Ten Minnesota pastors and eight Dakotas pastors are improving their administrative effectiveness through a new non-profit church leadership certificate program at Dakota Wesleyan University (DWU).
In a nutshell, the program will provide clergy with the business acumen required to meet the demands of a growing church, along with training in how to handle aspects of fundraising, organizational leadership, and human resources.
"There are only so many things you get in seminary. This program is a great opportunity to develop as a clergy and a leader," said Rev. Max Richter, who serves Champlin UMC in St. Paul, Minnesota. "I hope to take my church to the next level with what I learn."
The program is twelve graduate credits, delivered in eight courses that emphasize stewardship of all resources—money, people, talent, and vision.
"I hope to understand stewardship at a deeper level," said Rev. Dayne Zachrison, serving Epworth UMC in Valley City, North Dakota. "I want people in my church to give because it is an inspiration and means something. I want to lead them to give in all the ways they can so we can do new ministry in the church."
Dakota Wesleyan University and the Dakotas-Minnesota Area of The United Methodist Church launched the non-profit church leadership certification program (NCLP), in an orientation July 10-11, at Sioux Falls First United Methodist Church.
“We are excited about this new endeavor with the Dakotas and Minnesota Conferences because it uniquely fills a gap in pastoral leadership training and is designed to improve their confidence in administration while applying to their workplaces,” said Dr. Alisha Vincent, nonprofit administration professor at Dakota Wesleyan University and chair of the program. “The hands-on nature of the courses, supported by one-on-one coaching and mentoring, will further enhance their learning and leadership capacities. We believe our program is relevant and relational while respecting and accommodating the busy lives that pastors lead.”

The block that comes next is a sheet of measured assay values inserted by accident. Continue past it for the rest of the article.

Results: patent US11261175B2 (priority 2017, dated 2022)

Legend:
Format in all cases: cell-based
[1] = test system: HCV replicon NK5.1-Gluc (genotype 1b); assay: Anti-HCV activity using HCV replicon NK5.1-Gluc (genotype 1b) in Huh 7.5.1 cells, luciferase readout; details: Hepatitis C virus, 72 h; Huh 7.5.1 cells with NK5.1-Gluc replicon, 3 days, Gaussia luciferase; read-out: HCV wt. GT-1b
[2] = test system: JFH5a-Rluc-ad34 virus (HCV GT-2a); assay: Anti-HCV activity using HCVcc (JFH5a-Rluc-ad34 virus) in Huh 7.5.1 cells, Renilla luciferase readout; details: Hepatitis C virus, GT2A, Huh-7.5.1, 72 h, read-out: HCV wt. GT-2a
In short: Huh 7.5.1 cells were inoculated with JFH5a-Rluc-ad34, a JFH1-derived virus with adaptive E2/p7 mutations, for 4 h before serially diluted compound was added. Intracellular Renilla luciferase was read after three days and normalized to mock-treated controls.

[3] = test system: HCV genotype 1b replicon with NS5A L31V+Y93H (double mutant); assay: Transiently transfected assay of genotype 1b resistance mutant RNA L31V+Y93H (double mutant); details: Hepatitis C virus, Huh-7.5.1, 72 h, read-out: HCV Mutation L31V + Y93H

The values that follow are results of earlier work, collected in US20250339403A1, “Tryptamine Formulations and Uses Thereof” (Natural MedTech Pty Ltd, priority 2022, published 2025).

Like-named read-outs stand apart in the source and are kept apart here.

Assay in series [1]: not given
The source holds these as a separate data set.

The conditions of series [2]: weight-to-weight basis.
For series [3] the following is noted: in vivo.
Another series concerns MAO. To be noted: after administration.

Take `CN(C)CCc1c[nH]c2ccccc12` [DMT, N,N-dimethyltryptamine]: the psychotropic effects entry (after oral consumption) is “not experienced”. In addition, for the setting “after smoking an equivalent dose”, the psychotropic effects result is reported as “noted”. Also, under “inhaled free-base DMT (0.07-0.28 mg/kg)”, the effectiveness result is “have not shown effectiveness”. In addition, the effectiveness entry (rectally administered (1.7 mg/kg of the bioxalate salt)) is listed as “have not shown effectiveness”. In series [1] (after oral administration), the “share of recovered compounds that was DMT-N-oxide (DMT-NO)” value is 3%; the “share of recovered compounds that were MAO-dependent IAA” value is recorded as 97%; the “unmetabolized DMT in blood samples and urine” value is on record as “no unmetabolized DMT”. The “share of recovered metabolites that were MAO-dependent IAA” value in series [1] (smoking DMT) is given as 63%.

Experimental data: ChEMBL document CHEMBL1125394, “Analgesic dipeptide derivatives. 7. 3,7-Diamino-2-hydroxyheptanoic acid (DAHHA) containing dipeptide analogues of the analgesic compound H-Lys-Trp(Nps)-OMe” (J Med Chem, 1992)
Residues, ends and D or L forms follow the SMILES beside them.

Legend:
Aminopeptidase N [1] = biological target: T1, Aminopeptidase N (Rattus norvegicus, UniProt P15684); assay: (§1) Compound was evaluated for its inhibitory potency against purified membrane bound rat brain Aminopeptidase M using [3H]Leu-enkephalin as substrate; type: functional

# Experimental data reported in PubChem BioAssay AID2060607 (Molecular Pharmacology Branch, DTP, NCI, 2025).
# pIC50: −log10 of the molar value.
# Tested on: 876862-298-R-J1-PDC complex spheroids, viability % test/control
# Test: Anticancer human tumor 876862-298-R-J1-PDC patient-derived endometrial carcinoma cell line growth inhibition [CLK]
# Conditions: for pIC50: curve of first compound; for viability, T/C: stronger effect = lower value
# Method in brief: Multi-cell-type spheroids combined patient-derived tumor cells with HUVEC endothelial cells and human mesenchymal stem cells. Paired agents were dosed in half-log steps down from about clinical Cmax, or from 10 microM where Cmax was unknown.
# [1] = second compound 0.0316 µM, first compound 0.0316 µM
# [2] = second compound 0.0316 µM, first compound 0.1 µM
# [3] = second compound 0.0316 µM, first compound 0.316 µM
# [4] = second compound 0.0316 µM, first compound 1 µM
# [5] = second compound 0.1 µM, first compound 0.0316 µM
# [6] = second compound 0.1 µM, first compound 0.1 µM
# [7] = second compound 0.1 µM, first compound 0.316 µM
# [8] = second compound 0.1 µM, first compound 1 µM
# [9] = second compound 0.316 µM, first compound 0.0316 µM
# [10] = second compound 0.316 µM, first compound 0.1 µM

The certificate program is designed to provide clergy with learning and competency development in the following areas:
Pastors participate in a year-long experience that includes online learning as the primary teaching platform, three in-person cohort gatherings with coaching sessions, speakers and peer learning, and two applied learning projects. The applied learning projects will focus on and benefit the local churches that are served by the NCLP participants.
“Seminary teaches you many things, but it doesn’t teach you the business side of running a church,” said Rev. Seth LaBounty, who serves Pierre First UMC in South Dakota. “I hope to learn a lot about how I can manage human resources, volunteers, cast a vision, and lead others.”
One of the things that attracted Rev. Brooke Heerwald Steiner, who serves Excelsior UMC , to this program is that it is tailored for clergy leaders.
“It seems like I never ran short of new ideas in my ministry," she said. "I hope to learn how to manage the timing and process for implementing new ideas and change. I want to be able to cast a vision with a congregation and live into that vision.”
The idea for the program came from the leadership and planning team for the Lilly Endowment grant project that includes the Dakotas United Methodist Foundation, Minnesota United Methodist Foundation, Dakotas Conference, and Minnesota Conference.
Diane Owen, director of the Lilly Endowment grant project for the Dakotas-Minnesota Area, helped coordinate and develop the certificate program.
“We are excited about the potential of this program,” she said. “The Lilly Project is providing inspiration and funding for a program that will enhance the leadership skills of clergy by focusing on the stewardship of all resources including money, people, talent, vision and time.”
Leadership Development is a crucial goal of both the Dakotas and Minnesota Conferences. NCLP is one of the many ways that the Dakotas-Minnesota Area is developing leadership for churches. In late 2016, the Dakotas-Minnesota Area received a $1 million grant from Lilly Endowment Inc. The funding is to help pastors develop stronger financial literacy skills, reduce or elminate persona debt, and become equipped to foster a theology of generosity within their congregatins. The grant is helping underwrite the cost of the certificat program for participants, although clergy and their churches are also funding a portion of the cost.
“We are delighted to partner with Dakota Wesleyan University to provide this opportunity for our pastoral leaders,” said Bishop Bruce R. Ough, Dakotas-Minnesota Area of The United Methodist Church. “This is an opportunity to provide our pastors with additional competencies necessary to navigate the complexities of a church adjusting to the changing world and at the same time, wanting to change the world.”